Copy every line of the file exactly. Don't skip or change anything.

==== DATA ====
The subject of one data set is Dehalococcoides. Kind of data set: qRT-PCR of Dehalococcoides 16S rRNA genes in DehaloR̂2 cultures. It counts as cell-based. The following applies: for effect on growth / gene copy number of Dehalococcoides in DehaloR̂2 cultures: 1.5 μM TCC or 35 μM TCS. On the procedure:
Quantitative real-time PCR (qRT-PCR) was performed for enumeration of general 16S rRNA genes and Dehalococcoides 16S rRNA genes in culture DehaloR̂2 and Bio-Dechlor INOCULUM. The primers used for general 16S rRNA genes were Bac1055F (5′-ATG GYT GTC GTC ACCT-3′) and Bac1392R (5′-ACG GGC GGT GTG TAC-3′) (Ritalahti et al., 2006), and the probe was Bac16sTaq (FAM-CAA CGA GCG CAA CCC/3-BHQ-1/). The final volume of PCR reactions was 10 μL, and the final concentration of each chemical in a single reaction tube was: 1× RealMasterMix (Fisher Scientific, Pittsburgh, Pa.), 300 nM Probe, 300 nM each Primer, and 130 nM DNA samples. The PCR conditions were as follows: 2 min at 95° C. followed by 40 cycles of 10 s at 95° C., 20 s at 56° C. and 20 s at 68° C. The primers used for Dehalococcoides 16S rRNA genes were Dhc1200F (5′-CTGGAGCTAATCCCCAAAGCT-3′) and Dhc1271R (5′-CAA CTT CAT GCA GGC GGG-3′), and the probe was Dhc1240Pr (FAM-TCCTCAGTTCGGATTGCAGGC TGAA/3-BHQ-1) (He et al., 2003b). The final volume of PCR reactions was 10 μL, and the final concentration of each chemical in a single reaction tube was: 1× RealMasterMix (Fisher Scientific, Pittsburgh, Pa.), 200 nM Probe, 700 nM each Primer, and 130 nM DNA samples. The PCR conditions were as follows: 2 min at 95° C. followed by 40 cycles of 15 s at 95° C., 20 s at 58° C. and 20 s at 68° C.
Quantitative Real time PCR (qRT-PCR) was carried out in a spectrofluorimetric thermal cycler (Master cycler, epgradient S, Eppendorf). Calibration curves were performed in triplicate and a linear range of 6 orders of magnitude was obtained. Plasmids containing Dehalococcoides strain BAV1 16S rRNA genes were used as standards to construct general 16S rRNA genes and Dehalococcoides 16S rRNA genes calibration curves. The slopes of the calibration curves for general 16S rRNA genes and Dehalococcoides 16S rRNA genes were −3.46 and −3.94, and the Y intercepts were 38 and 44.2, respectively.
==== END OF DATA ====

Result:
The subject of one data set is Dehalococcoides. Kind of data set: qRT-PCR of Dehalococcoides 16S rRNA genes in DehaloR̂2 cultures. It counts as cell-based. The following applies: for effect on growth / gene copy number of Dehalococcoides in DehaloR̂2 cultures: 1.5 μM TCC or 35 μM TCS. On the procedure:
Quantitative real-time PCR (qRT-PCR) was performed for enumeration of general 16S rRNA genes and Dehalococcoides 16S rRNA genes in culture DehaloR̂2 and Bio-Dechlor INOCULUM. The primers used for general 16S rRNA genes were Bac1055F (5′-ATG GYT GTC GTC ACCT-3′) and Bac1392R (5′-ACG GGC GGT GTG TAC-3′) (Ritalahti et al., 2006), and the probe was Bac16sTaq (FAM-CAA CGA GCG CAA CCC/3-BHQ-1/). The final volume of PCR reactions was 10 μL, and the final concentration of each chemical in a single reaction tube was: 1× RealMasterMix (Fisher Scientific, Pittsburgh, Pa.), 300 nM Probe, 300 nM each Primer, and 130 nM DNA samples. The PCR conditions were as follows: 2 min at 95° C. followed by 40 cycles of 10 s at 95° C., 20 s at 56° C. and 20 s at 68° C. The primers used for Dehalococcoides 16S rRNA genes were Dhc1200F (5′-CTGGAGCTAATCCCCAAAGCT-3′) and Dhc1271R (5′-CAA CTT CAT GCA GGC GGG-3′), and the probe was Dhc1240Pr (FAM-TCCTCAGTTCGGATTGCAGGC TGAA/3-BHQ-1) (He et al., 2003b). The final volume of PCR reactions was 10 μL, and the final concentration of each chemical in a single reaction tube was: 1× RealMasterMix (Fisher Scientific, Pittsburgh, Pa.), 200 nM Probe, 700 nM each Primer, and 130 nM DNA samples. The PCR conditions were as follows: 2 min at 95° C. followed by 40 cycles of 15 s at 95° C., 20 s at 58° C. and 20 s at 68° C.
Quantitative Real time PCR (qRT-PCR) was carried out in a spectrofluorimetric thermal cycler (Master cycler, epgradient S, Eppendorf). Calibration curves were performed in triplicate and a linear range of 6 orders of magnitude was obtained. Plasmids containing Dehalococcoides strain BAV1 16S rRNA genes were used as standards to construct general 16S rRNA genes and Dehalococcoides 16S rRNA genes calibration curves. The slopes of the calibration curves for general 16S rRNA genes and Dehalococcoides 16S rRNA genes were −3.46 and −3.94, and the Y intercepts were 38 and 44.2, respectively.